5. National Cyber Security Coordination Centre (NCCC): The NCCC is mandated to perform real-time threat assessment. Further, they also create situational awareness of potential cyber threats to the country. It was made operational in 2017.
  6. Cyber Swachhta Kendra:  It is a platform for users to analyse and clean their systems by removing various viruses, bots/ malware, Trojans, etc. It was launched in 2017.
  7. Cyber Surakshit Bharat Initiative: It was launched in 2018. The initiative aims to spread awareness about cybercrime. The initiative also focuse on the capacity building of Chief Information Security Officers (CISOs) and frontline IT staff across all government departments.
  8. Sandes Platform:
    • It is an instant messaging platform like WhatsApp. It was previously named as  Government Instant Messaging System(GIMS). 
    • The platform can be used for all kinds of communications by anyone with a mobile number or email id. The platform will ensure secure communication between users.
    • It was launched in 2020 for State and Central government employees, now the scope has been extended to every citizen.
Challenges in tackling cyber offences
  1. Poor cyber security infrastructure: Very few cities in India have cyber crime cells and the establishment of dedicated cyber courts is also very less in India.
  2. Awareness issue: People don’t report cyber crimes either due to low awareness or fear of harassment.
  3. There are many data-related problems in ensuring cyber security. Such as,
    • The majority of Indian data is stored in data centres located outside India. So, the data storing companies not report cyberattacks to India.
    • Growing online transactions have generated bigger incentives for cybercriminals. A recent cyberattack on Zomato(food delivery app) is an example of that.
  4. Capacity deficit of officials: The law enforcement agencies who are required to conduct cyber investigation often lack the requisite cyber skills and training.
  5. Anonymity: Cyberspace allows individuals to hide or misrepresent one’s profile using encrypting tools. This creates a larger challenge during the investigation.
  6. Jurisdictional concern: In cyber offences, an individual can conduct a crime from sitting in a remote location of anywhere in the globe. A recent Wannacry malware attack is a perfect example of that. Even if the person gets identified it requires global cooperation to bring the person and conduct a trial in court.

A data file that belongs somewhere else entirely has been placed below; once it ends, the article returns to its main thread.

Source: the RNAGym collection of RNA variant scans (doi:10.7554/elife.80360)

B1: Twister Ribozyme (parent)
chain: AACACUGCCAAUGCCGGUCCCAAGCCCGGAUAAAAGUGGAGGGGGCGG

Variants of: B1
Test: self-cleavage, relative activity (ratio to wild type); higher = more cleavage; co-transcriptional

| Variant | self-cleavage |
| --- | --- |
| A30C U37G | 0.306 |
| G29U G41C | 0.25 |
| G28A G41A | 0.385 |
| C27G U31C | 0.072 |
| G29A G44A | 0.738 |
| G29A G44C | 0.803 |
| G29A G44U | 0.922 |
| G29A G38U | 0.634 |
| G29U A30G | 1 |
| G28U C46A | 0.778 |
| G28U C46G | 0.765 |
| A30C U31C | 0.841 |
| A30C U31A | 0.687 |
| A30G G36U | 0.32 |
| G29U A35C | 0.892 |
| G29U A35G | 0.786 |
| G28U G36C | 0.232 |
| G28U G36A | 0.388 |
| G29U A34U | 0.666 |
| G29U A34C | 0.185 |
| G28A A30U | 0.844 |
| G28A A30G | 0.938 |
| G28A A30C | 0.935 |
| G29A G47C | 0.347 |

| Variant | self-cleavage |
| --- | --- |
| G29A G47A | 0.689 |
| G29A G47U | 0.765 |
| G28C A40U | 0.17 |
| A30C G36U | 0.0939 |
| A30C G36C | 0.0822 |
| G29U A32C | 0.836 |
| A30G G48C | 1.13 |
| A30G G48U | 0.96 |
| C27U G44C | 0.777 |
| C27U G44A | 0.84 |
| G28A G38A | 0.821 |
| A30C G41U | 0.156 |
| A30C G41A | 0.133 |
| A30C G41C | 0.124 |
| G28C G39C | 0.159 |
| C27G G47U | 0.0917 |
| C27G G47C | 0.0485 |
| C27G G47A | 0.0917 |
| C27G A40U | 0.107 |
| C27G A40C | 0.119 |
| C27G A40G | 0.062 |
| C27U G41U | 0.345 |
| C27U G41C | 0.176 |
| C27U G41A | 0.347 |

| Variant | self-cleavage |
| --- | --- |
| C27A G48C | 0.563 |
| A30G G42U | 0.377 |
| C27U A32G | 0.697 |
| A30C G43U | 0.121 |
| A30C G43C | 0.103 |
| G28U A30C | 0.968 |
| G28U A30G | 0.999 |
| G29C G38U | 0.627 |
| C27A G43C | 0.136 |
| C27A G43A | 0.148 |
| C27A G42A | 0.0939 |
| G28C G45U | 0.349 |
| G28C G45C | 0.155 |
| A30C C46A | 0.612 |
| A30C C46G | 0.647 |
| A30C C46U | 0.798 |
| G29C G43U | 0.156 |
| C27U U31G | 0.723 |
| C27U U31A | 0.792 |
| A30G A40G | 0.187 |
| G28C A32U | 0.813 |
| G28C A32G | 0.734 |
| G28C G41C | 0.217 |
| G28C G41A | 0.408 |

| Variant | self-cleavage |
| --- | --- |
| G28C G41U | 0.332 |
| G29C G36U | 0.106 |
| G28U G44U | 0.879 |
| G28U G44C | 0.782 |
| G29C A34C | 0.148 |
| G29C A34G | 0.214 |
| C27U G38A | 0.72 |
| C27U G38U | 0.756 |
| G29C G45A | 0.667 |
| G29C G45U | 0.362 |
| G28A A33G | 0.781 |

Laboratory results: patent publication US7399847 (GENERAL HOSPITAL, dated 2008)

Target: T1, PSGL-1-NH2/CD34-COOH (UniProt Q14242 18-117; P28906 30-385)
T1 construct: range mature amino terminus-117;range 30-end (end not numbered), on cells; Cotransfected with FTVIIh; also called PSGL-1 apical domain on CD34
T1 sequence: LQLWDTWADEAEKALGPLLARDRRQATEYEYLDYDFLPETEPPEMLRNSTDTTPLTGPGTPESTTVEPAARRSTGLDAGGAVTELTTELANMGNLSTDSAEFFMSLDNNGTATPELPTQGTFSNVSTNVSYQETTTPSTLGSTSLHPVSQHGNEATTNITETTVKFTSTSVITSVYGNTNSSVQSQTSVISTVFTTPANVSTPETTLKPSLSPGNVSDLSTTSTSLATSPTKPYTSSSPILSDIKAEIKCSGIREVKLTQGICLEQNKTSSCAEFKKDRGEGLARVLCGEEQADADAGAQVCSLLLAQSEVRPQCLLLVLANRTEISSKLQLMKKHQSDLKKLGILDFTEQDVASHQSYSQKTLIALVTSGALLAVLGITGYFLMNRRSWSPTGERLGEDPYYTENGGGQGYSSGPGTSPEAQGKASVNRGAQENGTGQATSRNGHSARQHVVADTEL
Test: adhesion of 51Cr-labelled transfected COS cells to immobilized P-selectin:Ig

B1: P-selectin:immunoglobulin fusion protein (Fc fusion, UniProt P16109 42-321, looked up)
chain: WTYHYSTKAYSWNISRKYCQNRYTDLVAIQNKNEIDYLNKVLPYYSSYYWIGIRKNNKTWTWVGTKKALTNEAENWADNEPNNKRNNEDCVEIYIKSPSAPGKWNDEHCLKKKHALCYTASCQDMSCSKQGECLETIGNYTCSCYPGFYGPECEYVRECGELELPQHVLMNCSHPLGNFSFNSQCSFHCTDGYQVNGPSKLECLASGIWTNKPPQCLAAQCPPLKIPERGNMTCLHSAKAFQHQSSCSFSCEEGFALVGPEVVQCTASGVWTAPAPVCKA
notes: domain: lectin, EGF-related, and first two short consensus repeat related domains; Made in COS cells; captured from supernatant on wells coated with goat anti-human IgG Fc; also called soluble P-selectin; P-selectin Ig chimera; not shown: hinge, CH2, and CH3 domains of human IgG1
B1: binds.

Suggestions to improve cyber security
  1. Coordination Enhancement: There is a need to improve coordination at international, national, state and local levels. An important step in this regard could be the signing of the Budapest Convention on Cyber-crime by the Indian government.

    Budapest Convention on Cyber-crime: It is the first international treaty attempting to address cybercrime. The convention addresses cybercrime by steps such as harmonizing national laws, increasing cooperation among nations and improving investigative techniques in cybercrime.
  2. Robust Training of law enforcement agencies is the need of the hour. The government will have to provide continuous, robust and effective training to law enforcement agencies and individuals with a special focus on cyber security and safe internet handling techniques.
  3. Infrastructure Development: This would involve creating more cyber cells, cyber courts and cyber forensic labs so that the violators are duly punished.
  4. Inculcating Digital Literacy: This can be done by addressing the vulnerabilities of the masses towards cyber offences.
  5. Responsibility on Service providers: Website owners must be made more cautious towards traffic on their sites and report any irregularity. This will ensure large scale data collection on cyber attacks. These data can be used to create a new cyber security strategy in future. 
  6. Amending of the Information Technology Act: There is a need to put a legal responsibility on companies to conduct regular cyber security audits. For that, the IT Act can be amended to include mandatory cyber security audit by independent agencies.
Conclusion

The recent pandemic has once again shown the importance of cyberspace for mankind. Considering the need for cyber security the government needs to fast pace the National Cyber Security Strategy 2020 and its implementation.